20th Nov2023

‘The Hunger Games: The Ballad of Songbirds & Snakes’ Review

by Alex Ginnelly

Stars: Tom Blyth, Rachel Zegler, Viola Davis, Peter Dinklage, Jason Schwartzman, Fionnula Flanagan, Hunter Schafer, Ashley Liao, Joshua Kantara, Amélie Hoeferle, Hunter Schafer | Written by Michael Lesslie, Michael Arndt | Directed by Francis Lawrence

It’s been eight years since we last visited the world of Panem. Now the world spans to five films and this time we’re sent back over 60 years to see the 10th annual Hunger Games and the rise of Coriolanus Snow (the President of Panem in the original movies, played by Donald Sutherland). This time Snow is played by newcomer Tom Blyth, who has to carry the runtime of the film all by himself. He’s joined for the most part by Rachel Zegler, who plays Lucy Gray.

The two leads carry the film effortlessly, Tom Blyth in particular does a fantastic job of giving complexity to Snow, showcasing a flawed but ambitious character as we slowly see his loss of humanity grow on screen. The film, unlike its predecessors, feels more intimate than ever before. It takes its focus and aims it to the characters themselves. There is still excellent world-building throughout, which was always one of the original film’s best qualities, but the main focus here does seem to be on character and relationships and it asks more morally grey questions than ever before. For a moment The Hunger Games: The Ballad of Songbirds & Snakes does feel like it loses itself and gets wrapped up in two different films.

At the halfway point the film takes a sharp turn that did take me a while to come to terms with, but once it gets into the swing of its own story it becomes the most interesting part of the film. Tom Blyth and Rachel Zegler both prove they’ve got huge futures ahead of them and will be ones to watch. The rest of the cast are all fantastic too. It’s hard to remember the last big blockbuster that was cast this well. Viola Davis, Peter Dinklage, and Jason Schwartzman are all entertaining for every moment they hold the screen, and I was desperate to spend more time with them. Dinklage in particular reminds everyone he should be on our screens all the time and his last scene was one of my favourite performances of the year.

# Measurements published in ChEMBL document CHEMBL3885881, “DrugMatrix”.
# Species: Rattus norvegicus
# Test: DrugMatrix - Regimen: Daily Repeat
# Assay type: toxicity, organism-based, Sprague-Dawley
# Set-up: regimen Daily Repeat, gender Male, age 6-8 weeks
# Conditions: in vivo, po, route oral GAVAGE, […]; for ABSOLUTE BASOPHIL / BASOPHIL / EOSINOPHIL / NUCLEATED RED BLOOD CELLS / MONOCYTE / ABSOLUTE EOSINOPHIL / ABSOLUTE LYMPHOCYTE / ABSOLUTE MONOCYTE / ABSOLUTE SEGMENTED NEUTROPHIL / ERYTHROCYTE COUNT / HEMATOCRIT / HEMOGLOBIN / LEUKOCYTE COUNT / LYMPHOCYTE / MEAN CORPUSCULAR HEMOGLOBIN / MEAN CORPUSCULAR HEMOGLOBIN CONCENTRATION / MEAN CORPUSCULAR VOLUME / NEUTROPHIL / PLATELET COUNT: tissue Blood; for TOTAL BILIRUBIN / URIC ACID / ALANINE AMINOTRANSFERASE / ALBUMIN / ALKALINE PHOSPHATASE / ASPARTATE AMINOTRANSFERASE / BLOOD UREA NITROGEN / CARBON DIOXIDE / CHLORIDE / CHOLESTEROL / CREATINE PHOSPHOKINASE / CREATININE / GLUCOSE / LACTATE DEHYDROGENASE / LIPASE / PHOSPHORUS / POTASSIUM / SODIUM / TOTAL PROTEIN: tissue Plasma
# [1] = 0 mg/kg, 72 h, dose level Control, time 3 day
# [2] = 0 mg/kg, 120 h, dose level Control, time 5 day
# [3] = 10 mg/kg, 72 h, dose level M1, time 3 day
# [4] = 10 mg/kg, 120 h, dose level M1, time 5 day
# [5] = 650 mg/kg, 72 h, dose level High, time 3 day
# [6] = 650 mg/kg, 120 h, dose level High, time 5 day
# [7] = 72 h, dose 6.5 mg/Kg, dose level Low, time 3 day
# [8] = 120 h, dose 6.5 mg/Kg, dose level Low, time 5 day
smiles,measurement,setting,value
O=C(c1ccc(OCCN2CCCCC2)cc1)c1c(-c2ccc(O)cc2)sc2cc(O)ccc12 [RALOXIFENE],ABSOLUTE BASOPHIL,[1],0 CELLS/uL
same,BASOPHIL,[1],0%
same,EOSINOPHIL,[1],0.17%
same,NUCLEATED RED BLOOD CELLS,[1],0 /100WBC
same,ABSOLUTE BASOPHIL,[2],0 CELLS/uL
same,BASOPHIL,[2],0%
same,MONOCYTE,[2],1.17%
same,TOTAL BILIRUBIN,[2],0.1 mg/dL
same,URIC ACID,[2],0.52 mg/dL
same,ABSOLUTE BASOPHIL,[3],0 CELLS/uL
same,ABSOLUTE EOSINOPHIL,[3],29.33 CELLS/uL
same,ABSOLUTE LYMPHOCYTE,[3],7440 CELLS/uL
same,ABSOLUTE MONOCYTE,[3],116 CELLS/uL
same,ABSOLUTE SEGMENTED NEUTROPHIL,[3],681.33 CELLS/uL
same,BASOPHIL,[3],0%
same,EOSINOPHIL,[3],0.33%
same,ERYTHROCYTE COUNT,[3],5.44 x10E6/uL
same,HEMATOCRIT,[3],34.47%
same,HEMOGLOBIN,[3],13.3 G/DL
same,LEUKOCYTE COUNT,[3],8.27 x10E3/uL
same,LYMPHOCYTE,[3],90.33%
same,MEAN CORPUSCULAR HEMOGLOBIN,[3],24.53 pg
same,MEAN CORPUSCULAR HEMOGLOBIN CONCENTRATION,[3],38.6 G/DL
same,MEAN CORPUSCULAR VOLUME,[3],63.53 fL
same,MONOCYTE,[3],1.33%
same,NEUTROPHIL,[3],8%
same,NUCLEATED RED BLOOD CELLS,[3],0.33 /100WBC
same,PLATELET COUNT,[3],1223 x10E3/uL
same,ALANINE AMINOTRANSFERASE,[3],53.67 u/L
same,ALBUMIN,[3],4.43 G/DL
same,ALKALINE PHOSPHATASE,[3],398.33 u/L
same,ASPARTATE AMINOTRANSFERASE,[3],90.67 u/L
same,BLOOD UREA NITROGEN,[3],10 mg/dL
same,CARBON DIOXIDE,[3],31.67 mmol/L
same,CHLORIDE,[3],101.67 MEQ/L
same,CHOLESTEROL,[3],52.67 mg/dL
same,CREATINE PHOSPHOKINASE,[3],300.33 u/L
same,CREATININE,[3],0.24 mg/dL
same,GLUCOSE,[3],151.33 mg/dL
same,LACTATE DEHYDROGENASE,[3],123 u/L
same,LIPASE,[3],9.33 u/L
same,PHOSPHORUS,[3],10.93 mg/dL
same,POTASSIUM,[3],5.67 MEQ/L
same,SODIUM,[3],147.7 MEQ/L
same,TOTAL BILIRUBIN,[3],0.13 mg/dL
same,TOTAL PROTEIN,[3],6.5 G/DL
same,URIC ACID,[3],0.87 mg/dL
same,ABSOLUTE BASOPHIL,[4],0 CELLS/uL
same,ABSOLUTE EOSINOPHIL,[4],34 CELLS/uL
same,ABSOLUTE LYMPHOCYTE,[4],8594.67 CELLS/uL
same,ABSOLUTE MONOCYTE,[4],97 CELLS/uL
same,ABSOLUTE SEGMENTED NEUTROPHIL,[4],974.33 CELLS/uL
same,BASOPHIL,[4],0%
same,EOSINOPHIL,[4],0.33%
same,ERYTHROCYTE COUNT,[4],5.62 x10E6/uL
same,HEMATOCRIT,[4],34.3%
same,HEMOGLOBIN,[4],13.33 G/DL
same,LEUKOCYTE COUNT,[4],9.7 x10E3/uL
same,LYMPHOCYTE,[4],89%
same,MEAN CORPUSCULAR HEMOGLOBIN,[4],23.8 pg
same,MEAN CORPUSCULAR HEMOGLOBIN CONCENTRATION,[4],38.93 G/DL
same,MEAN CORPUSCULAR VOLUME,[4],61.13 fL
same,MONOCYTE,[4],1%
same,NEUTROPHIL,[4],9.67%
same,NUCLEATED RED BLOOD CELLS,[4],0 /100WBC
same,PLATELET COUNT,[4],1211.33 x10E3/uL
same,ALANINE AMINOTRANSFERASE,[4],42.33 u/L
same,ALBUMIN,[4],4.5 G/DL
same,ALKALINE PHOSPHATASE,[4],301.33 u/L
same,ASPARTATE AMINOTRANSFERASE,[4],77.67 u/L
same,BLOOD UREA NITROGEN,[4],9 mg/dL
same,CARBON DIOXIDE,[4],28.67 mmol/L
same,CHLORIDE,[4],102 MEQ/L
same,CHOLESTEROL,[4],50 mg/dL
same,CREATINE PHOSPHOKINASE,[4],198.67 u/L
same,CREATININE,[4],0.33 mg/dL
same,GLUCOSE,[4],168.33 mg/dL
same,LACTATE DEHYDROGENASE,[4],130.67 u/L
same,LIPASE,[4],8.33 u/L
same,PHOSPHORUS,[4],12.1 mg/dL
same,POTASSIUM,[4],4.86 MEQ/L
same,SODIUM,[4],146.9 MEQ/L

As someone who never loved the original movie, but did like the first two entries, I was pleasantly surprised how the film has stayed with me and wanted me to already revisit the world. The film is split into two stories, but both offer something different and unique, something entertaining, and something thoughtful. I have no doubts fans of the series will once again get their appetite back for the series and there are surely endless possibilities for this world. For me, the moments that should be taken further are the moments the film takes to show morally grey characters and their relationships to each other, and the world around them. Unlike previous films, the characters feel more grounded and relatable, making the intimacy between them feel like the stakes are not only world-changing, but emotionally impactful as well.

It isn’t however without its flaws. The 2 hour 37 minute runtime does make the film feel its length and at moments it does feel like it’s about to lose its grip until it catches back on again. Luckily throughout every moment you feel the film getting wrapped up in itself, the performances of the actors keep you hooked enough until the film finds its feet again.

The Hunger Games: The Ballad of Songbirds & Snakes feels more intimate and focused than any film in the series so far. With scale and scope that matches previous entries, it’s a great reminder that this world does have possibilities and there are more stories to explore. Lessons from previous films seem to have been learned and this has created a thoroughly entertaining franchise film, that stands out amongst other blockbusters from the last few years.

**** 4/5

The Hunger Games: The Ballad of Songbirds & Snakes is in cinemas now.


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